Mary Marr, CEN President and Founder, says: “Prayer is not me motivating God to save my family member or friend; it is me being motivated to do my part.”

Imagine a radio when talking about prayer. Prayer will “tune” us into God. God’s signal is always present, but we aren’t always tuned into it, and may in fact, be tuned into something else entirely. To be prepared for emergencies and disasters we need to be tuned into God. Be spiritually prepared.

  • Pray for the victims. Often when you visit someone’s bedside in a hospital Christians will come and pray for the patient. Do not forget to pray also for those in the same room who you may not know.

  • Pray that they feel the presence of Christ in the darkness they are going through. Pray that God will guide them and give them strength to deal with the crisis at hand. Pray God will give them wisdom to make the right decisions in the aftermath.

The first step and continual step in our response is PRAYER.

  • Pray that God gives you the patience to listen to what a victim needs, and for the strength to support them.

  • Pray that God uses you as a beacon of light, love, and hope and that you recognize the people He has put in your path that you are called upon to minister to on that day.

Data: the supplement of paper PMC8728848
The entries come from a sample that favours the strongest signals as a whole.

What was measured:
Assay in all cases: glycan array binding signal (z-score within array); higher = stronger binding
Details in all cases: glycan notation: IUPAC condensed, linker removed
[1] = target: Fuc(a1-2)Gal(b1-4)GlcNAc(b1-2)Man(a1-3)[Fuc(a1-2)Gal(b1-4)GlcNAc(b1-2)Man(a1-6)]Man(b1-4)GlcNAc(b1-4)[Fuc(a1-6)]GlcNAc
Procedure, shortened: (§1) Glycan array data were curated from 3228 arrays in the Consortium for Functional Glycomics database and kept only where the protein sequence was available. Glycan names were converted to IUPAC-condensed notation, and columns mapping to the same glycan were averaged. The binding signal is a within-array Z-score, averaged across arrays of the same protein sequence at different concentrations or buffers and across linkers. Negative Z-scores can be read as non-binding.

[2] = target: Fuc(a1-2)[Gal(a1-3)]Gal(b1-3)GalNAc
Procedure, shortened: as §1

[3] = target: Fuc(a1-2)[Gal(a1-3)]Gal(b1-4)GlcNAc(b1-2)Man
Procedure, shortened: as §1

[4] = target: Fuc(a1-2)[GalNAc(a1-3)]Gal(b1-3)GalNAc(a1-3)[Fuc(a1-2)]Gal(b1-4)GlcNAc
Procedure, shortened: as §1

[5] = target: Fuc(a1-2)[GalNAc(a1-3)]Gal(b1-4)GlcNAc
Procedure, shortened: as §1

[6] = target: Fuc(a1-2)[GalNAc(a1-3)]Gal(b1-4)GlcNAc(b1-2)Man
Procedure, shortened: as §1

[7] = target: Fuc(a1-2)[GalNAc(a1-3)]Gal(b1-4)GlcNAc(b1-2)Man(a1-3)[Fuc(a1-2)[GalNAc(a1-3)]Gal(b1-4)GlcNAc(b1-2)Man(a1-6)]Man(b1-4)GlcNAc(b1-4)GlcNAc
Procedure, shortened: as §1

The second step is to lovingly CARE for those in need.

  • Be prepared to Listen!

Where is God in all of this? Why did God allow this to happen? These questions are often posed in the early phases of a disaster. As Christian care-givers, what people really need at this stage is for someone to truly listen without feeling a need to say something or try and “correct” what a victim is saying. It is important to let them vent. This is called cathartic ventilation. They may be angry at God, and that’s Ok. God has broad shoulders. In the aftermath of a disaster people are searching for help, and also searching for answers. It is our job to support them, and graciously listen to them. It is in this caring phase that spiritual transformation initially takes place. 

Ed Silvoso once said: “People do not care about what you know until they know how much you care.”

It is a defining moment for responders which will either foster a grateful memory or more pain. 

  • Carefully listen to their story and withhold judgment. Be attentive to their needs.

Listen first and “do something” second. 

If in the early phase of the emergency/disaster, offer them water, show them where they can get a meal; a shower; take them to someone who can offer shelter. You must meet their physical needs following a disaster/emergency prior to anything else.

  • Humbly ask God: “Where can you use me?”

Before you go to assist at the location of the disaster/emergency, pray that God can use you to be His light to the world for those you will encounter. All caring gestures are important no matter how humble the task. Remember, God does put people in our path in order that we might minister to them. 1 Timothy 2:1-8

  • Journal how God has used you in big and small ways.

Carry a small notebook and gather names of people you have encountered throughout the day, put their name in a book so that these people can be prayed for at the end of each day or as a reminder of how you can help them specifically and where they are located. (It is important to keep names confidential and to dispose of peoples' names when you are done.)